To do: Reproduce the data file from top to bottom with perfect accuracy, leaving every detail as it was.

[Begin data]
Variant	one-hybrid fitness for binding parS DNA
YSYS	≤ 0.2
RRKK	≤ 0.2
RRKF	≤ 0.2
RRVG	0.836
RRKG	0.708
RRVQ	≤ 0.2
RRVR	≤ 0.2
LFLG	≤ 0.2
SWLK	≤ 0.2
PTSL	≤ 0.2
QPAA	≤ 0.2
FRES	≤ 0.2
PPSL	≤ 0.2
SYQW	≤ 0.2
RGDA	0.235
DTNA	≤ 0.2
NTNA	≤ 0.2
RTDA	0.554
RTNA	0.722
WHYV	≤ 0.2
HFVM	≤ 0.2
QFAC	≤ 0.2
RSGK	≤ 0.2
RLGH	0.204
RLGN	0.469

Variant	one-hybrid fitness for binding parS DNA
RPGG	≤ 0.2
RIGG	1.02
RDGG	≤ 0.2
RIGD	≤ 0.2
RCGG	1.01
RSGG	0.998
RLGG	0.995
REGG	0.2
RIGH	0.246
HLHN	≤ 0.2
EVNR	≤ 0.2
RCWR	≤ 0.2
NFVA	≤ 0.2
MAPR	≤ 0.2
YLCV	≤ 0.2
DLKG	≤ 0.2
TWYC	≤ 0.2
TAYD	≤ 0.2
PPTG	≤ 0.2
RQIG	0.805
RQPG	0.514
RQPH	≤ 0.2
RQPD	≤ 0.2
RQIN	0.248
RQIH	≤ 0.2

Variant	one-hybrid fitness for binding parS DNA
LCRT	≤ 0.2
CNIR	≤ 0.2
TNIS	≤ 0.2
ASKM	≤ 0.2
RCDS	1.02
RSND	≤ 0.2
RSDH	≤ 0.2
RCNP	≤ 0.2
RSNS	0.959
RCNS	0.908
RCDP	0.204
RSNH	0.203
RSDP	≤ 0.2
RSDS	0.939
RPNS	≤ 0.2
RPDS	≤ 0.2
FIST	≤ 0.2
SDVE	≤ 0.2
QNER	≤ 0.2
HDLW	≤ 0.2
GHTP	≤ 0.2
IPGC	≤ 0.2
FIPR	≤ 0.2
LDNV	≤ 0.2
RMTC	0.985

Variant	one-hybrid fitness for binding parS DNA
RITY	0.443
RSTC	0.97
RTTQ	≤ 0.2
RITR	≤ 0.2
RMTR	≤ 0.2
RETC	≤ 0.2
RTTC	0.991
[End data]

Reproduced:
Variant	one-hybrid fitness for binding parS DNA
YSYS	≤ 0.2
RRKK	≤ 0.2
RRKF	≤ 0.2
RRVG	0.836
RRKG	0.708
RRVQ	≤ 0.2
RRVR	≤ 0.2
LFLG	≤ 0.2
SWLK	≤ 0.2
PTSL	≤ 0.2
QPAA	≤ 0.2
FRES	≤ 0.2
PPSL	≤ 0.2
SYQW	≤ 0.2
RGDA	0.235
DTNA	≤ 0.2
NTNA	≤ 0.2
RTDA	0.554
RTNA	0.722
WHYV	≤ 0.2
HFVM	≤ 0.2
QFAC	≤ 0.2
RSGK	≤ 0.2
RLGH	0.204
RLGN	0.469

Variant	one-hybrid fitness for binding parS DNA
RPGG	≤ 0.2
RIGG	1.02
RDGG	≤ 0.2
RIGD	≤ 0.2
RCGG	1.01
RSGG	0.998
RLGG	0.995
REGG	0.2
RIGH	0.246
HLHN	≤ 0.2
EVNR	≤ 0.2
RCWR	≤ 0.2
NFVA	≤ 0.2
MAPR	≤ 0.2
YLCV	≤ 0.2
DLKG	≤ 0.2
TWYC	≤ 0.2
TAYD	≤ 0.2
PPTG	≤ 0.2
RQIG	0.805
RQPG	0.514
RQPH	≤ 0.2
RQPD	≤ 0.2
RQIN	0.248
RQIH	≤ 0.2

Variant	one-hybrid fitness for binding parS DNA
LCRT	≤ 0.2
CNIR	≤ 0.2
TNIS	≤ 0.2
ASKM	≤ 0.2
RCDS	1.02
RSND	≤ 0.2
RSDH	≤ 0.2
RCNP	≤ 0.2
RSNS	0.959
RCNS	0.908
RCDP	0.204
RSNH	0.203
RSDP	≤ 0.2
RSDS	0.939
RPNS	≤ 0.2
RPDS	≤ 0.2
FIST	≤ 0.2
SDVE	≤ 0.2
QNER	≤ 0.2
HDLW	≤ 0.2
GHTP	≤ 0.2
IPGC	≤ 0.2
FIPR	≤ 0.2
LDNV	≤ 0.2
RMTC	0.985

Variant	one-hybrid fitness for binding parS DNA
RITY	0.443
RSTC	0.97
RTTQ	≤ 0.2
RITR	≤ 0.2
RMTR	≤ 0.2
RETC	≤ 0.2
RTTC	0.991